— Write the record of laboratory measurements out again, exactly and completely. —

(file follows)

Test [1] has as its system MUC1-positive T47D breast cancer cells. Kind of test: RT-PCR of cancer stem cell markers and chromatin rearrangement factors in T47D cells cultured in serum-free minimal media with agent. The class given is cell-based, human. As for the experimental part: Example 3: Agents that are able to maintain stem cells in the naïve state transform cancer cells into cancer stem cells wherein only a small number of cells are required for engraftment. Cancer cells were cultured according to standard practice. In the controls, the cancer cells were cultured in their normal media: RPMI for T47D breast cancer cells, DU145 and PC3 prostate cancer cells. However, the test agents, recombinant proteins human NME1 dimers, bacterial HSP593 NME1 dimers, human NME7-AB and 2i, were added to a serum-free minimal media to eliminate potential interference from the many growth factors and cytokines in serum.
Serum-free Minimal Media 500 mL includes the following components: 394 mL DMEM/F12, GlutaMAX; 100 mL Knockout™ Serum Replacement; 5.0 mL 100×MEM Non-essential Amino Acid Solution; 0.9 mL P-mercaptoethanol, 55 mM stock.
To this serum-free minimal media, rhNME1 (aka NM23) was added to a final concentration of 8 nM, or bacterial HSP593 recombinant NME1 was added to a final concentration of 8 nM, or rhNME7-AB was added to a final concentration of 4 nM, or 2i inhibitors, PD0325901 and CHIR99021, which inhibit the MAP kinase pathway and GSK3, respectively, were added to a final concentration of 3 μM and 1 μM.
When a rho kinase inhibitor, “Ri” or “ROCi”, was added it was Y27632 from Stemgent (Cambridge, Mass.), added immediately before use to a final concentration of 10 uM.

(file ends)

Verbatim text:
Test [1] has as its system MUC1-positive T47D breast cancer cells. Kind of test: RT-PCR of cancer stem cell markers and chromatin rearrangement factors in T47D cells cultured in serum-free minimal media with agent. The class given is cell-based, human. As for the experimental part: Example 3: Agents that are able to maintain stem cells in the naïve state transform cancer cells into cancer stem cells wherein only a small number of cells are required for engraftment. Cancer cells were cultured according to standard practice. In the controls, the cancer cells were cultured in their normal media: RPMI for T47D breast cancer cells, DU145 and PC3 prostate cancer cells. However, the test agents, recombinant proteins human NME1 dimers, bacterial HSP593 NME1 dimers, human NME7-AB and 2i, were added to a serum-free minimal media to eliminate potential interference from the many growth factors and cytokines in serum.
Serum-free Minimal Media 500 mL includes the following components: 394 mL DMEM/F12, GlutaMAX; 100 mL Knockout™ Serum Replacement; 5.0 mL 100×MEM Non-essential Amino Acid Solution; 0.9 mL P-mercaptoethanol, 55 mM stock.
To this serum-free minimal media, rhNME1 (aka NM23) was added to a final concentration of 8 nM, or bacterial HSP593 recombinant NME1 was added to a final concentration of 8 nM, or rhNME7-AB was added to a final concentration of 4 nM, or 2i inhibitors, PD0325901 and CHIR99021, which inhibit the MAP kinase pathway and GSK3, respectively, were added to a final concentration of 3 μM and 1 μM.
When a rho kinase inhibitor, “Ri” or “ROCi”, was added it was Y27632 from Stemgent (Cambridge, Mass.), added immediately before use to a final concentration of 10 uM.